The negative role of PI3K signaling in the control and maintenance of skin homeostasis is evident during the forced activation of oncogenes. Such process, known as oncogene-induced senescence (OIS) has been previously shown by our team (Castilho et al, 2009) to protect from the process of malignization of the epidermis through upregulation of mTOR function and the initiation of cell senescence programs. In this case, inducible upregulation of Wnt1 targeted to the basal layer of the skin using a cytokeratin 5 promoter results in activation of cellular senescence and differentiation of hair follicles, known to represent an important reservoir of stem cells in the skin. The process of cellular senescence in response to the conditional Wnt1 expression was initially documented by the overexpression of cytokeratin 10 in the hair follicles, which is not observed in control littermates reflecting increased cellular differentiation. Interestingly, mTOR function was also found upregulated in the hair follicle of transgenic mice expressing Wnt1 by the accumulation of the phosphorylated form of the ribosomal protein S6, an indirect downstream target of mTOR. Pharmacological interference of this pathway using the mTOR-specific allosteric inhibitor rapamycin resulted in complete abrogation of this phenotype, which demonstrated a new role of mTOR in the maintenance of skin homeostasis and its ability to trigger epithelial differentiation programs.

The PI3K/AKT/mTOR in wound healing

AKT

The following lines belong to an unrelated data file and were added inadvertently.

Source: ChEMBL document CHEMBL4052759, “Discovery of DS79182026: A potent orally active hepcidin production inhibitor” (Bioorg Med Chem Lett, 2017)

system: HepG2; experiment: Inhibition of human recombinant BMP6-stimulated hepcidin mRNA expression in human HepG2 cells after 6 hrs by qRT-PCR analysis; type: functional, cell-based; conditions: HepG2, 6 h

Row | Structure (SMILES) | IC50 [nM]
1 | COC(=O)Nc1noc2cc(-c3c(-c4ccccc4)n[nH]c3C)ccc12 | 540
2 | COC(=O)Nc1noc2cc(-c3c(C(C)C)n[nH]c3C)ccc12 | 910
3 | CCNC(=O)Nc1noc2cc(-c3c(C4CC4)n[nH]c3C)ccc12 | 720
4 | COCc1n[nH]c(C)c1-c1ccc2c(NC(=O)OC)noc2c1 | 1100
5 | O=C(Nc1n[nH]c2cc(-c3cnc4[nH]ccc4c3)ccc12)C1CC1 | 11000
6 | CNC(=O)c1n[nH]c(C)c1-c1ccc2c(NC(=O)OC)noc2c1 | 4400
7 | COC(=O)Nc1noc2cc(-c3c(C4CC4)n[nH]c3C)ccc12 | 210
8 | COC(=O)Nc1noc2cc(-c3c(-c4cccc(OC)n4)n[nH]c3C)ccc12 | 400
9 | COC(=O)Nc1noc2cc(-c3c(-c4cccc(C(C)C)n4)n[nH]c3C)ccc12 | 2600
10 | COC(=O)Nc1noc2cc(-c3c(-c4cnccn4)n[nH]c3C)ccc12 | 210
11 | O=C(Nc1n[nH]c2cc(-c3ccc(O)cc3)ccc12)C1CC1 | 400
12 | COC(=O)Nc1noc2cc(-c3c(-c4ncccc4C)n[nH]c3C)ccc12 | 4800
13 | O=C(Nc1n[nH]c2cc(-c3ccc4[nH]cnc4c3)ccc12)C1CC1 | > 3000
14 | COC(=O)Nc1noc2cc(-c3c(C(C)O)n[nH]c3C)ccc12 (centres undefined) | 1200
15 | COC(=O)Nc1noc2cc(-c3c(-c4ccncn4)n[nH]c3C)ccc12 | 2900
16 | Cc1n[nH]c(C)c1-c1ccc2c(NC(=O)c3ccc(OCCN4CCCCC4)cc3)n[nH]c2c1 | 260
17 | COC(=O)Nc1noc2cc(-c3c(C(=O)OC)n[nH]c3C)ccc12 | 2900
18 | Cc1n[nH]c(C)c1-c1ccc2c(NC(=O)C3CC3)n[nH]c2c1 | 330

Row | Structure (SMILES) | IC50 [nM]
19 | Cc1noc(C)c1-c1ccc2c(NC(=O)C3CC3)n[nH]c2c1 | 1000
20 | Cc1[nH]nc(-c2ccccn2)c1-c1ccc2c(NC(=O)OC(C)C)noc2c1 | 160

Numerous pathways and signaling networks have been studied and implicated in the control of skin response after injury. During normal wound healing in mice, we have observed a progressive upregulation of the Akt phosphorylated at serine 473 (ser473) toward the wound edge compared with the intact adjacent skin presenting a patched expression of active Akt in the differentiated layer of the epidermis (Squarize et al, 2010). Expression of Akt 473 subsequently extends to the spinous layer of the epidermis (cytokeratin 10 positive) in the transitional skin next to the epithelial tongue and is further expressed in all layers of the epidermis in the migratory epithelial tongue. Similar upregulation of Akt function during wound healing was also observed in a tail model of wound healing. In this model, overexpression of phosphorylated Akt was found confined to the proliferative and migratory areas of the wound, where Akt phosphorylation remains restricted to the outermost layer of the epidermis characterized by late stage cellular differentiation (Pankow et al, 2006). Activation of Akt resulting in augmented epithelial migration and proliferation is also observed upon disrupted contact of epithelial cells with the underlining connective tissue as observed in autoimmune blistering diseases (Pretel et al, 2009). Deletion of the ECM multidomain glycoprotein Emilin1, responsible for promoting α4β1 integrin–dependent cell adhesion, results in the proliferation of epithelial cells and accelerated wound healing (Danussi et al, 2011). Similarly, overexpression of the zinc finger transcription factor Klf5 in epithelial cells result in enhanced cellular migration through a direct interaction with integrin-liked kinases, which activates Akt (Yang et al, 2008). These results indicate a central importance of AKT as a molecule acting downstream from multiple pathways involved in wound healing.